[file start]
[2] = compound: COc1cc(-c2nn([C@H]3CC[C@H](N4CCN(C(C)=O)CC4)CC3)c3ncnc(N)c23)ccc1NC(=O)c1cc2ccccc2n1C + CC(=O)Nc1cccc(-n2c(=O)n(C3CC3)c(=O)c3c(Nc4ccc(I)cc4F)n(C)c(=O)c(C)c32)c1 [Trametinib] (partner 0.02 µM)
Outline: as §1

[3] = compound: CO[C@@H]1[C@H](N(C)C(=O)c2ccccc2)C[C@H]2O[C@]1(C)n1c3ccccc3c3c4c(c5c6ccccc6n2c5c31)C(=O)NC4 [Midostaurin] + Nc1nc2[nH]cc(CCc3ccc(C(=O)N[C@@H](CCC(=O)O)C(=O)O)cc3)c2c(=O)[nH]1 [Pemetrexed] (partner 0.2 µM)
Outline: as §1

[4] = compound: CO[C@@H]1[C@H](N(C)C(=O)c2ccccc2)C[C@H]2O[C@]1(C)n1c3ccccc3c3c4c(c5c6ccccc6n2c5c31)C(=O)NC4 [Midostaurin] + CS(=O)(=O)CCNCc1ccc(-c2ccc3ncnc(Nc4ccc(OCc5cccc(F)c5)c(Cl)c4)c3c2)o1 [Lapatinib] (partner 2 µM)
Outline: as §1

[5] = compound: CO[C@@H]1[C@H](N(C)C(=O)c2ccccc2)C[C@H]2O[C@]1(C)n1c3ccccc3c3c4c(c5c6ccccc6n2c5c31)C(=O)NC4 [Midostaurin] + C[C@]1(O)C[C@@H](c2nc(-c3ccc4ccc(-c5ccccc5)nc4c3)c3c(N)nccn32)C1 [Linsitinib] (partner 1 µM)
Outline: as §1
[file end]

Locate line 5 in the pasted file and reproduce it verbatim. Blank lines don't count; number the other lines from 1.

[4] = compound: CO[C@@H]1[C@H](N(C)C(=O)c2ccccc2)C[C@H]2O[C@]1(C)n1c3ccccc3c3c4c(c5c6ccccc6n2c5c31)C(=O)NC4 [Midostaurin] + CS(=O)(=O)CCNCc1ccc(-c2ccc3ncnc(Nc4ccc(OCc5cccc(F)c5)c(Cl)c4)c3c2)o1 [Lapatinib] (partner 2 µM)